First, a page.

With Director Jeremy Stanford at the helm, this inaugural event at Harmony Hollow will give families the opportunity to relax, play and reconnect.
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Each year, the annual Labor Day holiday always arrives at a hectic time. By the end of August, most kids will have already started school, leading parents to return to daily routines of packing lunches, assisting with homework and stressing over the week’s extracurricular activities.
So, right in the nick of time, a day off seems to be exactly what the doctor ordered. And this year, nonprofit Northern Virginia 4-H Educational and Conference Center, which facilitates experiential learning programs regularly, is hosting an event from Aug. 30 through Sept. 2 that will help prepare you and your family for the transitions ahead.
The idea came into fruition with the leadership of Director Jeremy Stanford, who joined the 4-H Center this past January following 10 years of experience in camp and retreat center leadership. While this experience is new to Northern Virginia, Stanford has had success with similar family centered programs in his previous positions.
“This is a time for families to disconnect, reconnect with one another and spend time away,” says Stanford. “The way it is designed makes it really adaptable for families to get what they want out of it, whether that be a passive weekend with immediate family or a weekend of meeting other families with similar interests.”
As this is the organization’s trial run of family camp, there will be no adventure activities available, such as the challenge course, the swimming pool and canoeing. Recreational amenities that don’t require full-staff supervision, though, will be open for all, including the basketball and soccer courts, Lake Culpeper for fishing and hiking trails among the Blue Ridge Mountains. Plus, there will be large group programming throughout the evenings that have yet to be finalized, but ideas are family bingo, square dancing and, of course, campfires.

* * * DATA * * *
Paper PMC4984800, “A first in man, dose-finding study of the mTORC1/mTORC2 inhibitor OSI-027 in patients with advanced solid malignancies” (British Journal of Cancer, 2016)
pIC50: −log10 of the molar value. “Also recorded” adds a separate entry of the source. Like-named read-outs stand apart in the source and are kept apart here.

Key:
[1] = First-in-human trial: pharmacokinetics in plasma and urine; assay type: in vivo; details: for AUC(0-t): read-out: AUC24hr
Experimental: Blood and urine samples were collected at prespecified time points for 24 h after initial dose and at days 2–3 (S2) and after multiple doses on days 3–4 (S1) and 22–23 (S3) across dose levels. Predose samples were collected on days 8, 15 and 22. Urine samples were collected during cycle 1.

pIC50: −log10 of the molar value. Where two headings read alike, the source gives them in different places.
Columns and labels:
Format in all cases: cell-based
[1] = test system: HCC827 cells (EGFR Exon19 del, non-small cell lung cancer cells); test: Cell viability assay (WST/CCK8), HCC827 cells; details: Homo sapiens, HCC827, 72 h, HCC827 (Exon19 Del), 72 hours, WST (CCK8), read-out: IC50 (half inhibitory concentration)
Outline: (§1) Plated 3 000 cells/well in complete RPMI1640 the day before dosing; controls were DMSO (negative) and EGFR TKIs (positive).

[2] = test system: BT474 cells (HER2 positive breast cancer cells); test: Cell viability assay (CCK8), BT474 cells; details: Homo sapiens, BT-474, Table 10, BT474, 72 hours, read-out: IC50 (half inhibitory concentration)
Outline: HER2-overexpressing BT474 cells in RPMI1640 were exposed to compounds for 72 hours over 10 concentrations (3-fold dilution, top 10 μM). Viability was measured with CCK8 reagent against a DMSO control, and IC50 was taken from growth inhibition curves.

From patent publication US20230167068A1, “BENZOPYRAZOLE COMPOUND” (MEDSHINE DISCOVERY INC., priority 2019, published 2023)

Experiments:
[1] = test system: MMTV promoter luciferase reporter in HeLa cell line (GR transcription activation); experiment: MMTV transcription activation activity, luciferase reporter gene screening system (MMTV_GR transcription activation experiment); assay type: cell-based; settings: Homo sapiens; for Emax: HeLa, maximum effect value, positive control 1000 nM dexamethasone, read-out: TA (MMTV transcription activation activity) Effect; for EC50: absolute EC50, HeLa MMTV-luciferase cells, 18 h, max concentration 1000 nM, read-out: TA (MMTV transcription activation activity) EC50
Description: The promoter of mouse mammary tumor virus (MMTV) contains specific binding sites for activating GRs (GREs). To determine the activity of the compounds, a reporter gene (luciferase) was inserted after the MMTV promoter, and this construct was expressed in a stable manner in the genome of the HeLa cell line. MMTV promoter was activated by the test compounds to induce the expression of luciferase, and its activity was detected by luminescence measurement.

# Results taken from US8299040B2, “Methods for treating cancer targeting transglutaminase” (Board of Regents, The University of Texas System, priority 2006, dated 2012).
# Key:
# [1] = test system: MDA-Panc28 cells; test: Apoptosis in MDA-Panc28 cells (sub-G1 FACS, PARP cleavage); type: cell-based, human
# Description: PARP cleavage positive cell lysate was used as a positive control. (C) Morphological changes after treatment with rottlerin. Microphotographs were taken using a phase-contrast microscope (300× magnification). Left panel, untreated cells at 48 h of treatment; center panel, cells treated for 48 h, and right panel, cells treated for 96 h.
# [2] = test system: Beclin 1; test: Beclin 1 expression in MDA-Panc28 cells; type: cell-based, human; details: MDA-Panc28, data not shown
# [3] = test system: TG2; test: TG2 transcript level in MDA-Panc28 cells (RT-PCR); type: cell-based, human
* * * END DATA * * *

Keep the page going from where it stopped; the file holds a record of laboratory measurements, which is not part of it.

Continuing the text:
Stanford is also trying something new to make this experience unique to the 4-H Center, where he is inviting families to share their own hobby or passion as an activity over the course of the weekend. For example, if a passionate yogi wants to lead a class for all lodgers, she is welcome to submit a plan to Stanford and he will add it to the master schedule.
For Stanford, family camp is meant to mean more than just a weekend away, but rather a tradition that can connect families for decades. The event will become an annual one, reflecting Stanford’s hope that people who experience it for the first time will continue to return for years to come.
“The last camp I was at has been running a program like this one for 40 years and there are a few families that had been there every single year since its inception,” says Stanford. “This year might be meeting new friends, but a generation from now it might be introducing grandchildren to one another. It can be really deep and meaningful when you think about it.”
// Northern Virginia 4-H Educational and Conference Center: 600 4h Center Drive, Front Royal; prices vary
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